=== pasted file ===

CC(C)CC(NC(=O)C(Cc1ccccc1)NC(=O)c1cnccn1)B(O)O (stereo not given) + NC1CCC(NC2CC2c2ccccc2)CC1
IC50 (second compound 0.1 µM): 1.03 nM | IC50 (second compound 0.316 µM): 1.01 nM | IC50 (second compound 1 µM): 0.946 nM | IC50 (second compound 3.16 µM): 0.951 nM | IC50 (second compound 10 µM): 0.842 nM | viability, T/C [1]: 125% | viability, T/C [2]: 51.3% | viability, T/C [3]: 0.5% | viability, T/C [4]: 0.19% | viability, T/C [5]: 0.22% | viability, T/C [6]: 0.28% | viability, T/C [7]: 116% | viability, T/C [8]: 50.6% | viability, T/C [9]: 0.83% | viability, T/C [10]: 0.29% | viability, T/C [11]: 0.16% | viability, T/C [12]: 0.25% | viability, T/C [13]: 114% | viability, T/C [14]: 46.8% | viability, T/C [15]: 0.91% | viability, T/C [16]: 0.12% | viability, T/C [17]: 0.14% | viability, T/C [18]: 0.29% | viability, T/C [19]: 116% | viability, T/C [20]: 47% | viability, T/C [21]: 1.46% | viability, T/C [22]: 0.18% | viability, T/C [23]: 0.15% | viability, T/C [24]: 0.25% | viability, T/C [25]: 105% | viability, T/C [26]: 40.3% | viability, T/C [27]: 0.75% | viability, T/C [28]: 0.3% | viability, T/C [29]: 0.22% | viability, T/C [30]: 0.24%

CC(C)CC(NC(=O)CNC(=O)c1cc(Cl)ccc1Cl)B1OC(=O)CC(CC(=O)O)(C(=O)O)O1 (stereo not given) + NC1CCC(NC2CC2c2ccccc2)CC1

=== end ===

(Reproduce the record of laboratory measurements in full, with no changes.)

CC(C)CC(NC(=O)C(Cc1ccccc1)NC(=O)c1cnccn1)B(O)O (stereo not given) + NC1CCC(NC2CC2c2ccccc2)CC1
IC50 (second compound 0.1 µM): 1.03 nM | IC50 (second compound 0.316 µM): 1.01 nM | IC50 (second compound 1 µM): 0.946 nM | IC50 (second compound 3.16 µM): 0.951 nM | IC50 (second compound 10 µM): 0.842 nM | viability, T/C [1]: 125% | viability, T/C [2]: 51.3% | viability, T/C [3]: 0.5% | viability, T/C [4]: 0.19% | viability, T/C [5]: 0.22% | viability, T/C [6]: 0.28% | viability, T/C [7]: 116% | viability, T/C [8]: 50.6% | viability, T/C [9]: 0.83% | viability, T/C [10]: 0.29% | viability, T/C [11]: 0.16% | viability, T/C [12]: 0.25% | viability, T/C [13]: 114% | viability, T/C [14]: 46.8% | viability, T/C [15]: 0.91% | viability, T/C [16]: 0.12% | viability, T/C [17]: 0.14% | viability, T/C [18]: 0.29% | viability, T/C [19]: 116% | viability, T/C [20]: 47% | viability, T/C [21]: 1.46% | viability, T/C [22]: 0.18% | viability, T/C [23]: 0.15% | viability, T/C [24]: 0.25% | viability, T/C [25]: 105% | viability, T/C [26]: 40.3% | viability, T/C [27]: 0.75% | viability, T/C [28]: 0.3% | viability, T/C [29]: 0.22% | viability, T/C [30]: 0.24%

CC(C)CC(NC(=O)CNC(=O)c1cc(Cl)ccc1Cl)B1OC(=O)CC(CC(=O)O)(C(=O)O)O1 (stereo not given) + NC1CCC(NC2CC2c2ccccc2)CC1